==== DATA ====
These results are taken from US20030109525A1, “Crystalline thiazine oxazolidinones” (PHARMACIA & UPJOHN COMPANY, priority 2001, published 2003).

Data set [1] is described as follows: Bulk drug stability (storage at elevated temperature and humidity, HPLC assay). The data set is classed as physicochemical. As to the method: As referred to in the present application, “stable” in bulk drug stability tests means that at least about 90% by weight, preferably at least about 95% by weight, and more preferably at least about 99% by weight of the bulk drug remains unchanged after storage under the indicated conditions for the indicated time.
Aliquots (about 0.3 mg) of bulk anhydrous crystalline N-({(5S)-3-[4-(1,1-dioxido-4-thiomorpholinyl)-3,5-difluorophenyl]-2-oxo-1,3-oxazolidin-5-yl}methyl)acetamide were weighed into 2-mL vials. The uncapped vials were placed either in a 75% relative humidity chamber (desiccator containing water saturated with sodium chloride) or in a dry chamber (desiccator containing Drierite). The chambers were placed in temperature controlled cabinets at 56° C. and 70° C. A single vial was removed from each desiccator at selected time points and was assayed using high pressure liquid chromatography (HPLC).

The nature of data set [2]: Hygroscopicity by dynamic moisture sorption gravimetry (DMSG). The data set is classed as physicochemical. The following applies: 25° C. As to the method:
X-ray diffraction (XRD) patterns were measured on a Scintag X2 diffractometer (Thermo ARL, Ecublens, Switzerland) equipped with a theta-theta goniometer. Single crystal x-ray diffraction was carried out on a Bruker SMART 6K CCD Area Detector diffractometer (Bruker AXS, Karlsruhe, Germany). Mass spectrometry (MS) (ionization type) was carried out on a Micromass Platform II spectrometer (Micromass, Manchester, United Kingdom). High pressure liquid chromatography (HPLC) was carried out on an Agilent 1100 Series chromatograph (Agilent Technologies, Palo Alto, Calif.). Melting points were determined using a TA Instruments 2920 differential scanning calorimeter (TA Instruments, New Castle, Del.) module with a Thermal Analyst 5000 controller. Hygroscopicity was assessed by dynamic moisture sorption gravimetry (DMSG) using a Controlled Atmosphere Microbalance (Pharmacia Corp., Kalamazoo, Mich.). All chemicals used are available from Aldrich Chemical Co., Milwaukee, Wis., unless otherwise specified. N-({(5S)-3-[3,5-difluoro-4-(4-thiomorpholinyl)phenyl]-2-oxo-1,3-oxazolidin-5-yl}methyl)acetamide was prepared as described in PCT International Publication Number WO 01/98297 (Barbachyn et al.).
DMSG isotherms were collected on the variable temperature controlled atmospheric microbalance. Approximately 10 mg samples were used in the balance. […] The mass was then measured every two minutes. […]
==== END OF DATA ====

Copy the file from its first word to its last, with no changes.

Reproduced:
These results are taken from US20030109525A1, “Crystalline thiazine oxazolidinones” (PHARMACIA & UPJOHN COMPANY, priority 2001, published 2003).

Data set [1] is described as follows: Bulk drug stability (storage at elevated temperature and humidity, HPLC assay). The data set is classed as physicochemical. As to the method: As referred to in the present application, “stable” in bulk drug stability tests means that at least about 90% by weight, preferably at least about 95% by weight, and more preferably at least about 99% by weight of the bulk drug remains unchanged after storage under the indicated conditions for the indicated time.
Aliquots (about 0.3 mg) of bulk anhydrous crystalline N-({(5S)-3-[4-(1,1-dioxido-4-thiomorpholinyl)-3,5-difluorophenyl]-2-oxo-1,3-oxazolidin-5-yl}methyl)acetamide were weighed into 2-mL vials. The uncapped vials were placed either in a 75% relative humidity chamber (desiccator containing water saturated with sodium chloride) or in a dry chamber (desiccator containing Drierite). The chambers were placed in temperature controlled cabinets at 56° C. and 70° C. A single vial was removed from each desiccator at selected time points and was assayed using high pressure liquid chromatography (HPLC).

The nature of data set [2]: Hygroscopicity by dynamic moisture sorption gravimetry (DMSG). The data set is classed as physicochemical. The following applies: 25° C. As to the method:
X-ray diffraction (XRD) patterns were measured on a Scintag X2 diffractometer (Thermo ARL, Ecublens, Switzerland) equipped with a theta-theta goniometer. Single crystal x-ray diffraction was carried out on a Bruker SMART 6K CCD Area Detector diffractometer (Bruker AXS, Karlsruhe, Germany). Mass spectrometry (MS) (ionization type) was carried out on a Micromass Platform II spectrometer (Micromass, Manchester, United Kingdom). High pressure liquid chromatography (HPLC) was carried out on an Agilent 1100 Series chromatograph (Agilent Technologies, Palo Alto, Calif.). Melting points were determined using a TA Instruments 2920 differential scanning calorimeter (TA Instruments, New Castle, Del.) module with a Thermal Analyst 5000 controller. Hygroscopicity was assessed by dynamic moisture sorption gravimetry (DMSG) using a Controlled Atmosphere Microbalance (Pharmacia Corp., Kalamazoo, Mich.). All chemicals used are available from Aldrich Chemical Co., Milwaukee, Wis., unless otherwise specified. N-({(5S)-3-[3,5-difluoro-4-(4-thiomorpholinyl)phenyl]-2-oxo-1,3-oxazolidin-5-yl}methyl)acetamide was prepared as described in PCT International Publication Number WO 01/98297 (Barbachyn et al.).
DMSG isotherms were collected on the variable temperature controlled atmospheric microbalance. Approximately 10 mg samples were used in the balance. […] The mass was then measured every two minutes. […]